Your footer. It’s easily the most neglected portion of your message. It is usually just where all the “boring” parts of your message go – the legal jargon, your contact info, and so on. But if your reader gets down that far, it means that they’ve read your entire message. So, congratulations. Though it might seem unlikely, your email footer can easily be ruined (just like the title, header, and any other section of an email).
What sets professional e-marketers apart from thieves and spammers is the complete transparency of their offer and contact details that allow your reader to identify the company you work for. So, a footer is pretty important.
There’s a question you should be asking yourself…
What goes in the footer?
Let’s start with what each law-abiding marketer should place in the footer of a commercial newsletter sent by e-mail.
Depending on your country’s laws and regulations, you will probably have to place the company’s name and address, tax registration number, etc. Western marketers take this information for granted, that yes, you do indeed need to put your real address and company information where people can actually find it.
A lot of the spammers don’t work that way. Let’s be grateful that we can be so transparent with our audience. It builds a massive amount of trust when you give someone a real name, an honest e-mail address, and accurate contact info.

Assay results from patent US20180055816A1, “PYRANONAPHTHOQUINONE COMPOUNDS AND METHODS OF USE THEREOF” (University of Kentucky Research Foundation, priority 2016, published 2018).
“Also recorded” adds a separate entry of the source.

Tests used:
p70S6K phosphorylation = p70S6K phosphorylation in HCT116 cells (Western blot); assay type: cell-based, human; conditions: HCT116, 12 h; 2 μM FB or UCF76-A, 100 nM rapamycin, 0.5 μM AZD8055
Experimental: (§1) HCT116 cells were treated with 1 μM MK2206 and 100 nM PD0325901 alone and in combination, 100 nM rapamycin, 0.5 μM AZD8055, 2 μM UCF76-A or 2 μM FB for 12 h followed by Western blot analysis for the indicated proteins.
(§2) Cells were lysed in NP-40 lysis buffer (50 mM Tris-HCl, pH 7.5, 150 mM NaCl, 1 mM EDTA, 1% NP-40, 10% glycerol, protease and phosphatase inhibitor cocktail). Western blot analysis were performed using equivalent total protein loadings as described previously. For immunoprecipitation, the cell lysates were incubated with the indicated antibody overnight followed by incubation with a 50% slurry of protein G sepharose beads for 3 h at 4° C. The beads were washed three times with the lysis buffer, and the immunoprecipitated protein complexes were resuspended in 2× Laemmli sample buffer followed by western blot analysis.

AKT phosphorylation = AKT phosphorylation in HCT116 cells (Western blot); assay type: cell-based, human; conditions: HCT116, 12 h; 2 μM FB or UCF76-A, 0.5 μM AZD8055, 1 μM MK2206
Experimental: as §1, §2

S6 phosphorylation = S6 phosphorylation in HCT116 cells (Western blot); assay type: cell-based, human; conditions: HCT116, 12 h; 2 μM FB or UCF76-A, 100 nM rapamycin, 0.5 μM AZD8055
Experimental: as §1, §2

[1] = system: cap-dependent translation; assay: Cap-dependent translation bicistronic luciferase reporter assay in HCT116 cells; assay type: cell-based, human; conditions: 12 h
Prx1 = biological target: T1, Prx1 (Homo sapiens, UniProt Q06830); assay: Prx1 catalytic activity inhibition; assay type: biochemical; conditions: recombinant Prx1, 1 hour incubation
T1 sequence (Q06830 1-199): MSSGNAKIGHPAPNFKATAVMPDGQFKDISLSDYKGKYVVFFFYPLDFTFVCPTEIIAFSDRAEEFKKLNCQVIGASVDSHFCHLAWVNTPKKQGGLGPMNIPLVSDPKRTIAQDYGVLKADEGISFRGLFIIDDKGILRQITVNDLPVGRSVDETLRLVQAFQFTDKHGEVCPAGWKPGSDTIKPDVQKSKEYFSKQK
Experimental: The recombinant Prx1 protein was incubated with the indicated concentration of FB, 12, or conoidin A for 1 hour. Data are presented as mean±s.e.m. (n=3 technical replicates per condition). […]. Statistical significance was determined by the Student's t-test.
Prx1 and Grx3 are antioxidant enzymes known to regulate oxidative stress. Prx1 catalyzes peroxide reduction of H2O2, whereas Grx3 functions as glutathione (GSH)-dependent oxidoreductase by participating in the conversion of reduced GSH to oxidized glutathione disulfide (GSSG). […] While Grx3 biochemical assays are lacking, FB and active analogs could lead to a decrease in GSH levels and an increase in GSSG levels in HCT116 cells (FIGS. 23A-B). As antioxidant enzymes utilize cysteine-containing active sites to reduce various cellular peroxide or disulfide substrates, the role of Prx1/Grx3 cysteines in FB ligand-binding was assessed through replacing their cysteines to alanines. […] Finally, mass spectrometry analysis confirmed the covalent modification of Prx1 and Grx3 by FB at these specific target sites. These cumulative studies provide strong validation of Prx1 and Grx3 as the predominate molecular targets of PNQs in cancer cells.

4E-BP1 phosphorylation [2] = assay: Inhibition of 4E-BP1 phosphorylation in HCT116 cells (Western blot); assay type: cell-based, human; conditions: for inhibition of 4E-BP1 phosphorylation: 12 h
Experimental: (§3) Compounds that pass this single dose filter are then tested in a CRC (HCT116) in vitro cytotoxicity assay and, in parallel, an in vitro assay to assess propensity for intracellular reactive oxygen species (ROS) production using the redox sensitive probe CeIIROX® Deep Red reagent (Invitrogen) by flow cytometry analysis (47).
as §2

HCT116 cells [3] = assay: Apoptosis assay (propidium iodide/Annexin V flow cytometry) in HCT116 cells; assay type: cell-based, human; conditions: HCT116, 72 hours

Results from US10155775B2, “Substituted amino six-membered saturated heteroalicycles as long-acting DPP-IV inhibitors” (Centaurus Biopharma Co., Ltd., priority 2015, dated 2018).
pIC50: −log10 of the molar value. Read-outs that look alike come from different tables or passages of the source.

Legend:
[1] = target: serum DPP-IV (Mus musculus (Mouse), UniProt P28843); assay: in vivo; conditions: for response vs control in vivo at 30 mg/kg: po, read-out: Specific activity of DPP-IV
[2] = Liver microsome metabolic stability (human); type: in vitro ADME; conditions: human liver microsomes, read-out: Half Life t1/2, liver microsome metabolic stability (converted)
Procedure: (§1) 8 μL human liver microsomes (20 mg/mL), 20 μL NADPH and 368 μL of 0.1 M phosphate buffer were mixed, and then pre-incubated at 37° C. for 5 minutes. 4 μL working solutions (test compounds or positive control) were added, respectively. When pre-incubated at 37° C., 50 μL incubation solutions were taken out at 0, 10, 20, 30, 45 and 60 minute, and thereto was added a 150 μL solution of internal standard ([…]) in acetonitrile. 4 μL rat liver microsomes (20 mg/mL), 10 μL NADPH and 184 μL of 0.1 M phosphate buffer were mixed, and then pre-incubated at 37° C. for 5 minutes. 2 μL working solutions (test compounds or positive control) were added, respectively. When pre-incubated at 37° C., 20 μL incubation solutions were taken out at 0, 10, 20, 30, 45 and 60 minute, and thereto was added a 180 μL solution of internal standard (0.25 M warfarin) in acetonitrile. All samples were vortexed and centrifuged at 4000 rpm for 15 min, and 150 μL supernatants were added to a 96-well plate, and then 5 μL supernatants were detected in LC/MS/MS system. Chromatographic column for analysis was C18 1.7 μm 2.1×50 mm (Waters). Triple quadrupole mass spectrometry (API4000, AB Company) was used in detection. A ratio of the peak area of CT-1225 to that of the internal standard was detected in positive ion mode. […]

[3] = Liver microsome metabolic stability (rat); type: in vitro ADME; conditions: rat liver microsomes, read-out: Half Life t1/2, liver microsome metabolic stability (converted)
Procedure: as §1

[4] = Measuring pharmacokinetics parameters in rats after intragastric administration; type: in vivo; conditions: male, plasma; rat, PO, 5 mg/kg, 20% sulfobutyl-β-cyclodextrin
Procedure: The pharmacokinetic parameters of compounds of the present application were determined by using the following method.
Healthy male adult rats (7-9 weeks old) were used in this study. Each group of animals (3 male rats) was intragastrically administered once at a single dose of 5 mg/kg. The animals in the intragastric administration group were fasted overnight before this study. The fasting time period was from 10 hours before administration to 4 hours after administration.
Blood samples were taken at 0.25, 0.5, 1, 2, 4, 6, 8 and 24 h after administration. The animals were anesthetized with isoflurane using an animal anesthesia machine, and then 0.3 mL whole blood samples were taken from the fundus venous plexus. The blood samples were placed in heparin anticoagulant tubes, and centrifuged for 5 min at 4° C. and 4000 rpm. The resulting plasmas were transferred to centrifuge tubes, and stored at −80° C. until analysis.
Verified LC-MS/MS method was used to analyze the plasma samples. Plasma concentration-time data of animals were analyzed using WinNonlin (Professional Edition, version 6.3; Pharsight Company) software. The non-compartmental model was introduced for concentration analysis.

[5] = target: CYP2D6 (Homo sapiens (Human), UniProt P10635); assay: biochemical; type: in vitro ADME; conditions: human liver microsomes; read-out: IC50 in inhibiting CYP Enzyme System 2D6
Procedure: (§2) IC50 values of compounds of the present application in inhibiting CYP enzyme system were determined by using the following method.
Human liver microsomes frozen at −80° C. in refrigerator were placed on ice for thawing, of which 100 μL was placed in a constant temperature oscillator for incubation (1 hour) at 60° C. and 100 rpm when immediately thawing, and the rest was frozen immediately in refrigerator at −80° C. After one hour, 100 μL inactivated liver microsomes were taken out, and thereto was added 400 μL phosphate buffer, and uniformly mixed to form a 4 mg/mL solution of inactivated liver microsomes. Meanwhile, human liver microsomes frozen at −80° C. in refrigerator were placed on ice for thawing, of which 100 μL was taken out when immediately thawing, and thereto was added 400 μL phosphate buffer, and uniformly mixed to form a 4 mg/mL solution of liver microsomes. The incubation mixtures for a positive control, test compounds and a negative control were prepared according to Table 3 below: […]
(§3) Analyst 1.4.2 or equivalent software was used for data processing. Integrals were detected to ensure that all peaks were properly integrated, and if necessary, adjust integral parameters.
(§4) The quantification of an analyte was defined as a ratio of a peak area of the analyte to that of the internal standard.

Your unsubscribe link is legally needed
Probably the least popular item for all of us marketers is the fact that we must include an unsubscribe link in our footer.
It’s really surprising that there are some who will complicate the unsubscribe process for their readers as much as they can. The subscribers may even have to click through several pages, log in to two or three websites, or send a request email before their address is removed from a list.
But let’s face it – by making your customer jump through hoops, you shoot yourself in the foot. Not only will this make the subscriber hopping mad, it may also cause them to mark your message as spam – or send your messages straight to the junk folder. This may seriously harm your reputation as a sender, leading to problems with deliverability.
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